While non-fungible tokens (NFTs) have traditionally been minted and traded on platforms such as Ethereum, Solana, and BNB Smart Chain, the Bitcoin blockchain has recently entered the NFT space with the introduction of the Ordinals project.
Despite the challenges of modifying Bitcoin’s code and launching new features, the growth of the crypto ecosystem has paved the way for innovative minds and BTC enthusiasts to develop Bitcoin’s version of NFTs as part of the future of Web3.
What Are Bitcoin Ordinals?
The Ordinals protocol is a system for numbering satoshis, giving each satoshi a serial number and tracking them across transactions.
The protocol allows users to make individual satoshis unique by attaching extra data, a process known as “inscription.” Each satoshi, named after Bitcoin’s creator Satoshi Nakamoto, is the smallest denomination of bitcoin (BTC), with 100,000,000 satoshis making up a single BTC.
Unlike traditional NFTs, which are typically created using smart contracts on other blockchains, ordinals are inscribed directly onto individual satoshis, which are then included in blocks on the Bitcoin blockchain.
This allows ordinals to reside entirely on the blockchain, inheriting Bitcoin’s simplicity, immutability, security, and durability.
Ordinal Theory and Inscriptions
In the context of Bitcoin, Ordinal Theory is a proposed methodology invented by developer Casey Rodarmor for identifying each satoshi via a serial number and tracking them from their initial minting through their entire life of transactions.
This process, referred to as “inscription,” results in ordinal inscriptions that are digital assets similar to NFTs.
The Taproot upgrade, launched on November 14, 2021, made this process possible, eliminating the need for a sidechain or separate token.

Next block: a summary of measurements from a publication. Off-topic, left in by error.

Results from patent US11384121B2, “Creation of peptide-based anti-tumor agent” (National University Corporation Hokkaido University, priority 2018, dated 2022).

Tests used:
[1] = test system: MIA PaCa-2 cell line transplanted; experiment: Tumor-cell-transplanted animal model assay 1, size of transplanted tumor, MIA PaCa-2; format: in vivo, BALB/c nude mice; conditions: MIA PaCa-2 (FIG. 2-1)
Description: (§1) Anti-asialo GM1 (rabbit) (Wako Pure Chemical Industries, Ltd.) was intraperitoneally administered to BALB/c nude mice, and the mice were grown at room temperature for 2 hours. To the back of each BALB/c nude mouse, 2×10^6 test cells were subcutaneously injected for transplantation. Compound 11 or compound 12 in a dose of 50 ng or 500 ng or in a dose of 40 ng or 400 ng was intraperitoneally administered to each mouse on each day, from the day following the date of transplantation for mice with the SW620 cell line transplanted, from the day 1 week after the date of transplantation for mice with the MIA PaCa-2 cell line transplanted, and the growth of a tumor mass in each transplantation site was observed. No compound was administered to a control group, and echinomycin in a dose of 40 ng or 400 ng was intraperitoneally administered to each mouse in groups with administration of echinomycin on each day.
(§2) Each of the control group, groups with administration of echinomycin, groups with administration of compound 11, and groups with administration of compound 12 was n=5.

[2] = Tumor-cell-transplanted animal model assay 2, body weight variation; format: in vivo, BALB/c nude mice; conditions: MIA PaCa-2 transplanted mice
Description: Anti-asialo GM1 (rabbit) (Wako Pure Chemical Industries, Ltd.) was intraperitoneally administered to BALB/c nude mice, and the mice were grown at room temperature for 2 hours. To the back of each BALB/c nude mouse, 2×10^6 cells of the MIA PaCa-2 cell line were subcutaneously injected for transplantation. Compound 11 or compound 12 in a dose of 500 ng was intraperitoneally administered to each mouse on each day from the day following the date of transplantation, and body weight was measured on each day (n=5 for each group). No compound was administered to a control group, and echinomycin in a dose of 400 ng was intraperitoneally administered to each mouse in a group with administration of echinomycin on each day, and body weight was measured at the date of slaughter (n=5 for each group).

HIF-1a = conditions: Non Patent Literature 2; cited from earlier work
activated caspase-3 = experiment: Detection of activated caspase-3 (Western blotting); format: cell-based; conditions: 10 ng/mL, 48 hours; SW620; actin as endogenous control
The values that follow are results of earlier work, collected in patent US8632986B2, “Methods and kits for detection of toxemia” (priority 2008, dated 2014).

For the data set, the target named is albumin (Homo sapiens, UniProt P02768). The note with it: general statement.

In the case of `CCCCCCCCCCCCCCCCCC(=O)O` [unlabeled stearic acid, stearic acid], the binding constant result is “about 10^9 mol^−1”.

Rarity and Collectibility of Ordinals
Ordinal Theory enables the tracking and transfer of individual satoshis, opening up the possibility of collecting them.
Based on the total supply of Bitcoin, different ranks have been assigned to denote the rarity of certain satoshis:
- Common: any sat other than the first sat of its block (2.1 quadrillion total supply).
- Uncommon: the first sat of each block (6,929,999 total supply).
- Rare: the first sat of each difficulty adjustment period (3437 total supply).
- Epic: the first sat after each halving (32 total supply).
- Legendary: the first sat of each cycle* (5 total supply).
- Mythic: the first sat of the genesis block (1 total supply).
*A cycle represents the period between conjunctions, which occur when a halving and a difficulty adjustment coincide. In theory, this happens every six halvings, but the first conjunction is yet to occur (expected in 2032).
The Pros and Cons of Bitcoin Ordinals
The Ordinals protocol has created a new use case for the Bitcoin network beyond simple transfers of value.
However, it has also sparked controversy within the Bitcoin community, with some arguing that Bitcoin’s simplicity should be preserved. In contrast, others believe it should evolve to include new features and use cases.
Inscribed satoshis now compete for block space with regular BTC transactions, increasing network fees. Some Ordinals supporters argue this could be positive, as fees are a crucial incentive for miners to secure the blockchain.
In the future, as block rewards dwindle, network fees will become the primary incentive for committing hash power to Bitcoin.
The Future of Ordinals
Bitcoin Ordinals are revolutionizing the world of blockchain art by offering a novel way to store information on Bitcoin transactions.
They not only add extra utility but also contribute to an all-time high in the number of non-zero Bitcoin addresses. We are witnessing a unique moment in Bitcoin’s history, where innovation drives network activity beyond traditional use cases such as investment and monetary transfer.
However, the future of Ordinals is not guaranteed.
While they represent an innovative and groundbreaking development within the crypto space, their continued growth and success depend on the broader community’s acceptance and support.
The debate surrounding the implications of Ordinals for the Bitcoin network and the potential impact on transaction fees remains ongoing.
As cryptocurrency and blockchain technology continue to evolve, only time will tell whether Ordinals will become a widely adopted and integral part of the Bitcoin ecosystem.
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